BY MICHAEL KARIATI
A PICTURE from last week’s Mighty Warriors match against Eswatini, taken at the National Sports Stadium which has been doing rounds reveals bucket seats being installed in the background at the facility.
Zimbabweans have been joking around this picture, not because of the Mighty Warriors, but because they saw something funny in the sudden emergence of the fixed seats.
Surely, there is nothing to joke about a Mighty Warriors team that plundered three goals in a 3-1 win over Eswatini. but there is surely something funny about the emergence of the bucket seats a few days after Caf banned the use of the NSS over the same fixed seats.
The question is: Why start work on the facility when the damage has already been done? What was Zimbabwe doing all along when Caf cancelled Afcon and World Cup matches due to Covid-19?
We were made to believe that work was in progress during the serious Covid-19 days and what happened to the promise by the Sports and Recreation Commission that the upgrade of the stadium would be complete by July 2020?
It is now a year and three months and that promise has not yet been fulfilled and the same problems which were highlighted by a Caf inspection team in April 2020 still remain.
Surely, did we have to wait for another Caf sanction to push us into action to upgrade a stadium that belongs to us and for that matter, which will be used by us and not by Caf?
Are we waiting for outsiders to come — for a fee — to do a job which we should have done long back without too much finances involved?
The latest decision by the African football controlling body does not only affect the Warriors, but clubs that will represent Zimbabwe in the Caf Champions League and the Caf Confederation Cup.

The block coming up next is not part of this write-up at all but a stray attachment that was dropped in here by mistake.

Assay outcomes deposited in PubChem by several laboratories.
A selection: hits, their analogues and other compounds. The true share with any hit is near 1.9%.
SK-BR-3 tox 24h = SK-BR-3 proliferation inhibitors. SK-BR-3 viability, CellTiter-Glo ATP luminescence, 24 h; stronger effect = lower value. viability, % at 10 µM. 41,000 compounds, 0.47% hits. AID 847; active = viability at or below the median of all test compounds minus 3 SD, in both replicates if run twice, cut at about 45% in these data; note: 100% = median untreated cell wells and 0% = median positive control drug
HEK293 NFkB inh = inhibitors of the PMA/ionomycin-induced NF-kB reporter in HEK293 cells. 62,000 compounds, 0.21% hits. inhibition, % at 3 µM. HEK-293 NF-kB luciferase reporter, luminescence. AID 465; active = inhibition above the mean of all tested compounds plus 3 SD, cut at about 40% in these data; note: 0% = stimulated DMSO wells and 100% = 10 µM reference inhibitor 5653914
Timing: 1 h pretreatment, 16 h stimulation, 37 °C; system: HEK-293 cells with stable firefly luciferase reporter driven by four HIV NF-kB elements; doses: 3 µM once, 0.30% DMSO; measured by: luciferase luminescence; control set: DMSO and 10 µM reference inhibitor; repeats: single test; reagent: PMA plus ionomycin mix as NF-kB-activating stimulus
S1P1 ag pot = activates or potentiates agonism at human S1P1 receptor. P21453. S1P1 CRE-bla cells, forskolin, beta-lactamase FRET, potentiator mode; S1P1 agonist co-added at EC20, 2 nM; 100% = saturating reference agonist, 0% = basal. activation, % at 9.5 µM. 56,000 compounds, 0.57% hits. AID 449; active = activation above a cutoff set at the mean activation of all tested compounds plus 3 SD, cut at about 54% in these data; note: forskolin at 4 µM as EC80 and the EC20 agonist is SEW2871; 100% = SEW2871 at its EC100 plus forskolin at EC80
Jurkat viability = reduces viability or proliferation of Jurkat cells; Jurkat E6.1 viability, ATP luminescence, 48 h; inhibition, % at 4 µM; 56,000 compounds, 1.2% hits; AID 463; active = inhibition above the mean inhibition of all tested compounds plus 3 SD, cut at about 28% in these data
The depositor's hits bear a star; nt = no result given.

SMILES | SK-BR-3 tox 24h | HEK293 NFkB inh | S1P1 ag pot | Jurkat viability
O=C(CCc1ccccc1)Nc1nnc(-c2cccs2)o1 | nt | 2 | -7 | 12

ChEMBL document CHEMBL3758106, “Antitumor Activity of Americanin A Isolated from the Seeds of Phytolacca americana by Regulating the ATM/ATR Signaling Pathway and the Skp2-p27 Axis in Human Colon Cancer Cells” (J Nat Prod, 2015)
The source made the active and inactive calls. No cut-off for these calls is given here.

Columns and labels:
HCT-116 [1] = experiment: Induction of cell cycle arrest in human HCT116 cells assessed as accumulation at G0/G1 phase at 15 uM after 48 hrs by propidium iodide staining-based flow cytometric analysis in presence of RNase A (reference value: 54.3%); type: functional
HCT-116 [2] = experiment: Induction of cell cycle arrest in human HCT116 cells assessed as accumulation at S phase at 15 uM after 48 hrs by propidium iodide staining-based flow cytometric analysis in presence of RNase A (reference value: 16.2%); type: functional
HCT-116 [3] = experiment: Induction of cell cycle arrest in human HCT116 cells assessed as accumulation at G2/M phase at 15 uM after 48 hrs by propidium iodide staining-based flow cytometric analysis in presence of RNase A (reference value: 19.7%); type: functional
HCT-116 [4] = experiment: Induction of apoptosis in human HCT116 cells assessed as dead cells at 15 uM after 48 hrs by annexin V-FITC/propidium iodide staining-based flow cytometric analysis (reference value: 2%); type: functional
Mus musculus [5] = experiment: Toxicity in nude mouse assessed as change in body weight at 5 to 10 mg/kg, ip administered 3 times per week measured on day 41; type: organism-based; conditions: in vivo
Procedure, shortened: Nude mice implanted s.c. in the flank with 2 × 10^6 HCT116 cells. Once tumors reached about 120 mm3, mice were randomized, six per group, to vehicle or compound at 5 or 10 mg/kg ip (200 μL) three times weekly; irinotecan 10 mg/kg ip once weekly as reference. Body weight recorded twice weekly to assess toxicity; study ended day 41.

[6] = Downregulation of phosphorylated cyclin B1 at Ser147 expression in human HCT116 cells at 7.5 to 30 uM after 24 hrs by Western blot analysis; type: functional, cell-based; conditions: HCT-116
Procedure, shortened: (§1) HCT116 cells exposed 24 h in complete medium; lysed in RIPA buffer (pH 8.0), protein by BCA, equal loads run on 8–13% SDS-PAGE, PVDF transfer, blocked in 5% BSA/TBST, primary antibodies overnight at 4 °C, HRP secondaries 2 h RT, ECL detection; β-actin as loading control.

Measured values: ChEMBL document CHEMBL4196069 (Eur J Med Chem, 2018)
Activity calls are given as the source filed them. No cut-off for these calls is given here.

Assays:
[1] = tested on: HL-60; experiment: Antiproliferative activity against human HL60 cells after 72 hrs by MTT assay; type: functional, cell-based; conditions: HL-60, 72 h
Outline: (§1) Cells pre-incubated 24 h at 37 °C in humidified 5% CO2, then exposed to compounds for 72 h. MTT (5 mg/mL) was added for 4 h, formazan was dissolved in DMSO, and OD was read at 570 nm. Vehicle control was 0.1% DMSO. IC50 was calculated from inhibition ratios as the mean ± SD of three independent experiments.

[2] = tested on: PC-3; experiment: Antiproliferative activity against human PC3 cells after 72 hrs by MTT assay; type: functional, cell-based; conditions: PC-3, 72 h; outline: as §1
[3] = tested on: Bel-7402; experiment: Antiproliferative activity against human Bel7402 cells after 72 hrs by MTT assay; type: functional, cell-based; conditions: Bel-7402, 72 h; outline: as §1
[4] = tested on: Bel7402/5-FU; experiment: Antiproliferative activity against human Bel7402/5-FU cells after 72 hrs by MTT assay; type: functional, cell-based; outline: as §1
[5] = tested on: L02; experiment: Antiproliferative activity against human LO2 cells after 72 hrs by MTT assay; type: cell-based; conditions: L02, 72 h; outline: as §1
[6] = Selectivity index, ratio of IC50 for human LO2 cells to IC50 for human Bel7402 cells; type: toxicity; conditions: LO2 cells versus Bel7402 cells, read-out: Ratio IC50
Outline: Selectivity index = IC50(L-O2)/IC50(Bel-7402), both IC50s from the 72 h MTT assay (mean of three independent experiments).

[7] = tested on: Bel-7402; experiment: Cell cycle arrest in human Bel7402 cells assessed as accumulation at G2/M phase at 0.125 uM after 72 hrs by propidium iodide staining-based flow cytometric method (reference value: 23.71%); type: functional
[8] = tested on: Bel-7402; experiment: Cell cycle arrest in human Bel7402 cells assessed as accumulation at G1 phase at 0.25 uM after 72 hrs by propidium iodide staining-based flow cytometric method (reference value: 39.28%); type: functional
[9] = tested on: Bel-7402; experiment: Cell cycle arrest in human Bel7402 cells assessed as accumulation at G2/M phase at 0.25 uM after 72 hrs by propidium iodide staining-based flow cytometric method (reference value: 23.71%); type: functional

Fine, the Warriors do not have home international engagements after the World Cup qualifier against Ethiopia but what happens to Black Rhinos, Cranbourne Bullets, Dynamos, FC Platinum, Highlanders or Chicken Inn should they qualify to play in Pan-African football in 2022?
Will they afford to play their home games in foreign countries, for example, in South Africa? Even if they can, what happens to the home advantage notion?
Football analyst Admire Muhimeke reveals how far the implications could go. “We might end up seeing our teams failing to fulfil their own home fixtures because of the costs involved. In the end, we might not have clubs representing Zimbabwe in Africa,” says Muhimeke.
Surely, we do not have anyone to blame but ourselves to be in this situation, but it’s something we can get over as long as we do not wait to be told to get into action.
If we are really serious — by the time Ethiopia comes for that dead rubber World Cup qualifier — we should be able to stand up and tell Caf to have a re-look at their decision to ban the National Sports Stadium.
This should come when our National Sports Stadium is 99% perfect and ready to host, not only the playing teams, but also the thousands of spectators post the Covid-19 ban.
After all, Caf have done us a favour to push us to upgrade a stadium that is decades behind what the rest of the world has at the moment.
We are probably the only country the world over that has spectators sitting on cement blocks when watching their own national football team in action.
Some might laugh but this is not a joke but the truth on the ground – This is reality.
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